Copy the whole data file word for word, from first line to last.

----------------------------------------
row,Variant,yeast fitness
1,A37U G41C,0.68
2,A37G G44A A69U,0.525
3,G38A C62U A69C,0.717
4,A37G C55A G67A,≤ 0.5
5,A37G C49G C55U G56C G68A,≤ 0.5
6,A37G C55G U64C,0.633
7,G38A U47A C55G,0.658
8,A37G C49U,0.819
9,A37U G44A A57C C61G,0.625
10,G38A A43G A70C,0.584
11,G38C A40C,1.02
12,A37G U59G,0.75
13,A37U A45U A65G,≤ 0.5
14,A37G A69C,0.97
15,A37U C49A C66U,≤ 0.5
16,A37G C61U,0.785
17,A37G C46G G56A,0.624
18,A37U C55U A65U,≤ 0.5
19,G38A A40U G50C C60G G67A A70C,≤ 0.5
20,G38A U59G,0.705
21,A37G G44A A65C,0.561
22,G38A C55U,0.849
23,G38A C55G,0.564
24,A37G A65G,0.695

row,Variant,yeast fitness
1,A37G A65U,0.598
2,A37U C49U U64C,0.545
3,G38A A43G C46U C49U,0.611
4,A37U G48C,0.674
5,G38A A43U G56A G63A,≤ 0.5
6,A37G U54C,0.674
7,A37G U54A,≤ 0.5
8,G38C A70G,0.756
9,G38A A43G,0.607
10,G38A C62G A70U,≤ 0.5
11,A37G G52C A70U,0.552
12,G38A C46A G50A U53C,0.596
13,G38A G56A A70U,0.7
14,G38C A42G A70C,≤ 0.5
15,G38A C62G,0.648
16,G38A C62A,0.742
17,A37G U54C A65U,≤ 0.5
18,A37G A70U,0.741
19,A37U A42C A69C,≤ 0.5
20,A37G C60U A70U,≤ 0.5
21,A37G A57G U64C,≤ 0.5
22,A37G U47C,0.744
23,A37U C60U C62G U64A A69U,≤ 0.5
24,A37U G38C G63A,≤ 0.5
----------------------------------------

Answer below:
row,Variant,yeast fitness
1,A37U G41C,0.68
2,A37G G44A A69U,0.525
3,G38A C62U A69C,0.717
4,A37G C55A G67A,≤ 0.5
5,A37G C49G C55U G56C G68A,≤ 0.5
6,A37G C55G U64C,0.633
7,G38A U47A C55G,0.658
8,A37G C49U,0.819
9,A37U G44A A57C C61G,0.625
10,G38A A43G A70C,0.584
11,G38C A40C,1.02
12,A37G U59G,0.75
13,A37U A45U A65G,≤ 0.5
14,A37G A69C,0.97
15,A37U C49A C66U,≤ 0.5
16,A37G C61U,0.785
17,A37G C46G G56A,0.624
18,A37U C55U A65U,≤ 0.5
19,G38A A40U G50C C60G G67A A70C,≤ 0.5
20,G38A U59G,0.705
21,A37G G44A A65C,0.561
22,G38A C55U,0.849
23,G38A C55G,0.564
24,A37G A65G,0.695

row,Variant,yeast fitness
1,A37G A65U,0.598
2,A37U C49U U64C,0.545
3,G38A A43G C46U C49U,0.611
4,A37U G48C,0.674
5,G38A A43U G56A G63A,≤ 0.5
6,A37G U54C,0.674
7,A37G U54A,≤ 0.5
8,G38C A70G,0.756
9,G38A A43G,0.607
10,G38A C62G A70U,≤ 0.5
11,A37G G52C A70U,0.552
12,G38A C46A G50A U53C,0.596
13,G38A G56A A70U,0.7
14,G38C A42G A70C,≤ 0.5
15,G38A C62G,0.648
16,G38A C62A,0.742
17,A37G U54C A65U,≤ 0.5
18,A37G A70U,0.741
19,A37U A42C A69C,≤ 0.5
20,A37G C60U A70U,≤ 0.5
21,A37G A57G U64C,≤ 0.5
22,A37G U47C,0.744
23,A37U C60U C62G U64A A69U,≤ 0.5
24,A37U G38C G63A,≤ 0.5